As a side note: 210,000 miles is nothing to worry about... The last '83 that I had (got totalled in an accident about a year ago) had 296,000 on it when we bought it and 308,000 by the time we rebuilt the engine. At the time of its death, it drove great and only needed a few relatively minor repairs (rear suspension bushings, rack and pinion, and a few other things).
    The only problem I can't fix is the one I'm having at the time

    1981 280ZX 2+2 (Determined to be a lost cause; now my parts car)
    1983 280ZX (RIP; lost to a careless driver)
    1983 280ZX (purchased courtesy of the insurance company of a careless driver)
    1976 280Z (currently being gutted and turned into a racecar)

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    Registered User MotoManMike's Avatar
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    These cars are reliable once you work out the initial neglect. It takes alot of time and patience but if you are persistant and do not give up you will be pleased. The blocks are damn near bullet proof in NA trim. They take ALOT of abuse. Keep the valves adjusted and they start very reliably also. The other gadgetry on the cars got a little more complex as time went on but mostly the issues stem from poor connections or corrosion on the plugs. Don't give up.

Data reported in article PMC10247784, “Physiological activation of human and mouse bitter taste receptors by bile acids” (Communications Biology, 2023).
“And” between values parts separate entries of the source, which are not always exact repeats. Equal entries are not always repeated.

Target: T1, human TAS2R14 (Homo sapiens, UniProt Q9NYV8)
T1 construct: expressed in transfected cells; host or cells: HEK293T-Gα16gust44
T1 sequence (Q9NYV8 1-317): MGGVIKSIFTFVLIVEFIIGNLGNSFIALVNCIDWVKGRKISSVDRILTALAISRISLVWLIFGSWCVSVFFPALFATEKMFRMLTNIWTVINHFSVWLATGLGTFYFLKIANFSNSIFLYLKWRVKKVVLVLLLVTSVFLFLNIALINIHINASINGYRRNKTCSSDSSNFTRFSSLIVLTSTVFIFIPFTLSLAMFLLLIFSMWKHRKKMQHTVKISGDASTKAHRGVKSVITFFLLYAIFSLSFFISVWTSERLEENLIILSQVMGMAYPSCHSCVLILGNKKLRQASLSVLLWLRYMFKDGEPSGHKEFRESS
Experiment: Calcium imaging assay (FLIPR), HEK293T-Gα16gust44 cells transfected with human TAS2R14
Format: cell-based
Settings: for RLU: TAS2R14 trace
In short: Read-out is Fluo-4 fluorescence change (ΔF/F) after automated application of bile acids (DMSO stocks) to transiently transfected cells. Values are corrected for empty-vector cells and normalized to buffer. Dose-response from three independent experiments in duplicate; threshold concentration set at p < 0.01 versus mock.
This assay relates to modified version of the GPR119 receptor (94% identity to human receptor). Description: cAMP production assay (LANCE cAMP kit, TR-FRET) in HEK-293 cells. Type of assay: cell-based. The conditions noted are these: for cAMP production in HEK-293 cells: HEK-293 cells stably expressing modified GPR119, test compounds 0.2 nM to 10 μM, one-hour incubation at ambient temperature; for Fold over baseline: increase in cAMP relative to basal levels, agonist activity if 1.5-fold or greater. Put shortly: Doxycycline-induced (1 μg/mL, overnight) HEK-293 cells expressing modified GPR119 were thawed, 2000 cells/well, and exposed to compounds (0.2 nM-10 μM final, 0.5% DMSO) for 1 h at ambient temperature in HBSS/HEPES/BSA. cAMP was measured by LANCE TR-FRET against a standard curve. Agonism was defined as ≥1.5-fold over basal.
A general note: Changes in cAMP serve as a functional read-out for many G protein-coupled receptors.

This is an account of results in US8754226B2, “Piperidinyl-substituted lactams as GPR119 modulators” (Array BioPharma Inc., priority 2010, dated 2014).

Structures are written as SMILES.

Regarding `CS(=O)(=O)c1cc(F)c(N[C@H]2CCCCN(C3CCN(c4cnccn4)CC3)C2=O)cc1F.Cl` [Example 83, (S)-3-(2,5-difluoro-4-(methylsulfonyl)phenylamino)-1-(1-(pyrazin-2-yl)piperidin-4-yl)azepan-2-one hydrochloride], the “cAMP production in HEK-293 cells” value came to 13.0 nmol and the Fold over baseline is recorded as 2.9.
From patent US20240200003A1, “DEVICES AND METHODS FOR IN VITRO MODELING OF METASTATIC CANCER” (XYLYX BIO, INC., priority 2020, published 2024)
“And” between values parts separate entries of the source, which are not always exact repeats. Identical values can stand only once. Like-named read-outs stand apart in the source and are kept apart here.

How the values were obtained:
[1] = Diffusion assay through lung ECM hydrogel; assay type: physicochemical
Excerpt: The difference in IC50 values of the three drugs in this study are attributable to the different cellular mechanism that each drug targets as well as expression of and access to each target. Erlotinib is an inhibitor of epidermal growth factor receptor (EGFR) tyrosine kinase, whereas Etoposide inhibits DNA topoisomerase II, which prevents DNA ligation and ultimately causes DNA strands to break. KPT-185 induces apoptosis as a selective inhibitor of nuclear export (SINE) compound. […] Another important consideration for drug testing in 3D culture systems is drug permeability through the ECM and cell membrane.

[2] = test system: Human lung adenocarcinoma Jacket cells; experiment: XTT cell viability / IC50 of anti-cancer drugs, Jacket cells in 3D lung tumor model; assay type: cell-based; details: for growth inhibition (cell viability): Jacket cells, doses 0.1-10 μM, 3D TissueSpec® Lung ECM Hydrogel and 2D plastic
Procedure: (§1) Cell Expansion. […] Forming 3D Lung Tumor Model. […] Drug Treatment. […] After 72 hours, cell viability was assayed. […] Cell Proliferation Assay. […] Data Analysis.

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    Very interesting comment. Valves out of adjustment might INDEED be responsible for some of my cold starting problems. My guess is they haven't been adjusted in a very long time, if ever. What was your experience that caused you to make that suggestion?

  7. #7